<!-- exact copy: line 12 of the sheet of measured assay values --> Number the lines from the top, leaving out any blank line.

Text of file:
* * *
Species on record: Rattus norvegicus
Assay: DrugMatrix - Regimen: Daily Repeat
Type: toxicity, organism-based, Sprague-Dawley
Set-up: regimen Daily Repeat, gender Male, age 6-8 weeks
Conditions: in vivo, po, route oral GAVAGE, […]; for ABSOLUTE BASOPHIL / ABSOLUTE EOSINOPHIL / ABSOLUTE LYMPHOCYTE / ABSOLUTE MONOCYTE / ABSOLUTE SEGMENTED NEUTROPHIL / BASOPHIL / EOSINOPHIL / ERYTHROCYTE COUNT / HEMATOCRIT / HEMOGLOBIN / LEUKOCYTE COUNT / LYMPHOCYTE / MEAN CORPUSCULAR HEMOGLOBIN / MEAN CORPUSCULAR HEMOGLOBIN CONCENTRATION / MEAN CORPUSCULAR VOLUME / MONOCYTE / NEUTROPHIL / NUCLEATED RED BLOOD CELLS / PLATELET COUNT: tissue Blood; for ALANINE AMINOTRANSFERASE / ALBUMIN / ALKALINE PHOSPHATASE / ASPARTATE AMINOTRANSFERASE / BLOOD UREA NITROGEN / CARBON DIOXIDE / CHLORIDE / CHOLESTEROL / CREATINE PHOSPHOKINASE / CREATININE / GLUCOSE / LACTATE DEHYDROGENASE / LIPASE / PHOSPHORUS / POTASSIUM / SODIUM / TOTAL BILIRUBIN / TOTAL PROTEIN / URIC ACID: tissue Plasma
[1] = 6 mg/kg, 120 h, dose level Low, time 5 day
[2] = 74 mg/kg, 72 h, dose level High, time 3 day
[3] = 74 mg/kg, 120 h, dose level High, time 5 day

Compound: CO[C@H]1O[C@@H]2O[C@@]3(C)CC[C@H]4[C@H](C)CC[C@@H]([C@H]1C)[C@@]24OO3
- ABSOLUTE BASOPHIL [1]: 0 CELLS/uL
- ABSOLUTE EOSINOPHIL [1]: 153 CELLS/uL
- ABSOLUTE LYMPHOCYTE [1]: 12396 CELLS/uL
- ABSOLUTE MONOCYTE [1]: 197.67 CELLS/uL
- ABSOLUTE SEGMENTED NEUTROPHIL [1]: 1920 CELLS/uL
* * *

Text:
- ABSOLUTE LYMPHOCYTE [1]: 12396 CELLS/uL